On October 24, 2017, MNA decided to fight back. We filed a second step class action grievance on behalf of all Registered Nurses working at Sanford Health of Northern Minnesota Bemidji.
… Read more about: The Union Difference  »

By Tara Fugate

MNA Strategic Researcher

A common misconception about nonprofit hospital finance is that, unlike publicly traded corporations, they are not responsible to shareholders or investors. In fact, many hospital expansion and construction projects are funded by investors through the use of municipal bonds. Municipal bonds are not unlike loans from the public. Hospitals work through municipal entities such as cities and counties to issue bonds for public purchase.

A bond is a type of debt investment. This means that an investor or bondholder loans money to an entity (typically corporate or governmental) for a defined period of time at a variable or fixed interest rate.
… Read more about: Municipal Bonds and Nonprofit Hospitals  »

By Tara Fugate

MNA Strategic Researcher


Something that still manages to shock a lot of people in the US is the growing number of similarities between nonprofits and for-profit hospitals. In 2013, 7 of the 10 most profitable hospitals in the country were classified as nonprofit. A 2013 study published in Health Affairs, examined factors contributing to hospital profitability. The study examined data from Medicare Cost Reports submitted by 2,993 acute care hospitals and produced a list of the top ten hospitals in the country with the highest profit from patient care (for fiscal year 2013).
… Read more about: Your Guide to the World of Nonprofit Finance-part 1  »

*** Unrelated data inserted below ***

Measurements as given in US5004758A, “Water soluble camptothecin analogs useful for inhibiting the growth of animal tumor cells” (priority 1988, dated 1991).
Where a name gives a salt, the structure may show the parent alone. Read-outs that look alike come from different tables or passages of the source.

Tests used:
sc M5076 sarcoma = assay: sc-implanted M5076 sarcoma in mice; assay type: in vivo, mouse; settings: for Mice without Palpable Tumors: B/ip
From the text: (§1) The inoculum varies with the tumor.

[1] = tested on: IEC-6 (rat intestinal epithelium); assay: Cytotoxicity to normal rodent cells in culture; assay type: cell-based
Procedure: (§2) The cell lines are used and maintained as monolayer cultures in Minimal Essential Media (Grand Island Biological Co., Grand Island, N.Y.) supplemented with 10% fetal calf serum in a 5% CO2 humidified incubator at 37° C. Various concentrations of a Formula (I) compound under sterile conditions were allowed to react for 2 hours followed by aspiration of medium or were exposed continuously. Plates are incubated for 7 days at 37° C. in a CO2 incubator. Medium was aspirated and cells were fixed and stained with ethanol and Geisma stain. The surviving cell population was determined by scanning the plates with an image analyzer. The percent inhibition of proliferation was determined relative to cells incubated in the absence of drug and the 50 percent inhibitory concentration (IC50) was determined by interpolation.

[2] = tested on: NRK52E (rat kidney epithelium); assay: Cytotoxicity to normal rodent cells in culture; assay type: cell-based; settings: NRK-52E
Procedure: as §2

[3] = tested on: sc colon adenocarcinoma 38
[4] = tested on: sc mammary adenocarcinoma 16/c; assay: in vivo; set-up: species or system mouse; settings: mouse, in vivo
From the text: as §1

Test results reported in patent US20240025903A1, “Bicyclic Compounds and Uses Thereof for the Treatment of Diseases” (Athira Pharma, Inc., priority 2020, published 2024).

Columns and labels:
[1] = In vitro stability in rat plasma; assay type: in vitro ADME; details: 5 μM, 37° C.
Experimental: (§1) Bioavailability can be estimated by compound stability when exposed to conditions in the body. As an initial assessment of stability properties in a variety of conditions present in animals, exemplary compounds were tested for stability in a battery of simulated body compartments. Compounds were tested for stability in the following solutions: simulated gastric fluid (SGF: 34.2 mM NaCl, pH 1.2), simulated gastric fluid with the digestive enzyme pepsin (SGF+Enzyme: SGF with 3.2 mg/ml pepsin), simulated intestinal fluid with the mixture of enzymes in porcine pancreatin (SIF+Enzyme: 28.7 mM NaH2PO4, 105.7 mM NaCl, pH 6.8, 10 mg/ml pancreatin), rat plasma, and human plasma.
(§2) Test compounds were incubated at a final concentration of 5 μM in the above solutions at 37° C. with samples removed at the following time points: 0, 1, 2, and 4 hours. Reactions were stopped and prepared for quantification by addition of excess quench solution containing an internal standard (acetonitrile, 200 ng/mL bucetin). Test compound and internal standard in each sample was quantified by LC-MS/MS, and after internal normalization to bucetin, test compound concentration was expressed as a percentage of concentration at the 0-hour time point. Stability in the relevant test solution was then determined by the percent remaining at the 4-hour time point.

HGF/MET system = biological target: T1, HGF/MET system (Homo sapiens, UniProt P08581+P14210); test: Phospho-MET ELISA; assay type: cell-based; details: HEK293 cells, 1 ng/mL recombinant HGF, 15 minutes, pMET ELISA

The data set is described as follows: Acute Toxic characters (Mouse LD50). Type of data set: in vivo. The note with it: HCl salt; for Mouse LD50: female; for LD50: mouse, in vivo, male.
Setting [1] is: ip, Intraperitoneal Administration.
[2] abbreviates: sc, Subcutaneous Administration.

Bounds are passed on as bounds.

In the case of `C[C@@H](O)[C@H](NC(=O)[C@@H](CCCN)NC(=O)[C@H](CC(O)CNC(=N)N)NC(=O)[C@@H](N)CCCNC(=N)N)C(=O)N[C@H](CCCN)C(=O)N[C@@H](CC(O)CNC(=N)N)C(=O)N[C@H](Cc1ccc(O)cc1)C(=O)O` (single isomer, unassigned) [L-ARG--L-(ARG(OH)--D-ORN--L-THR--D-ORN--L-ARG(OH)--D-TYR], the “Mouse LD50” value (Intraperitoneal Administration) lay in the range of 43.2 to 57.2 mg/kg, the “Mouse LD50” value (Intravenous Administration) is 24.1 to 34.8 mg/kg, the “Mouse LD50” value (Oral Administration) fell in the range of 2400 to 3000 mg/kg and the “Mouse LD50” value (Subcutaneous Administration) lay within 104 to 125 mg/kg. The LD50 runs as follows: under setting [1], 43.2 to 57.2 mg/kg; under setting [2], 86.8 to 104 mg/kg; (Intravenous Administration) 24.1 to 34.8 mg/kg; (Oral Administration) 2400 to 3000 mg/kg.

By Rick Fuentes

MNA Communications Specialist


There’s an old joke, “what’s the definition of a conservative?  A liberal who got mugged.  What’s the definition of a liberal?  A conservative who lost his job.”  More true than funny, it shows us how we cling to our political beliefs until something happens to us.  Case in point, this country music guitarist who has publicly admitted he was wrong on gun ownership.  He’s not alone.  We get sick, we want good healthcare.  We have kids, we want good schools.  We experience a shooting, we want gun control.  Conversely, when we don’t experience a shooting, we look the other way.
… Read more about: Making Sense of the Nonsensical  »

By Sara Wahto, RN

MNA Member


As if Nurses and other health professionals don’t have enough to worry about with long hours, no breaks, and assaults. Now we also have to worry about unintentional exposure and a possible overdose death. Carfentanil, an analog of synthetic opioids used for large animals, including elephants, is 10,000 times as strong as morphine, and it’s out on the streets and being mixed with multiple other drugs such as heroin. Normally, a nurse or any healthcare worker wouldn’t think that he or she would be in danger of something drug users use to get high, but, unfortunately Carfentanil in a powder form only takes 2 grains the size of a salt grain to cause death.
… Read more about: Lions and Tigers and Nurses and Elephants  »

By Juli Uzlik, RN

MNA Member

It’s amazing how just the smallest change can have the biggest effects on registered nurses and their patients.  At my hospital, Fairview Southdale in Edina, a temporary nursing consultant came in and decreased the staffing in the Heart Center by one nurse per shift. The hospital has taken away one charge nurse where there have been two since the inception of the unit.

Not a big deal, right?  Still have a charge nurse.  Not really.  The Heart Center is laid out in two separate sections with literally a wall and a hallway between the two sections. 
… Read more about: Brain Drain  »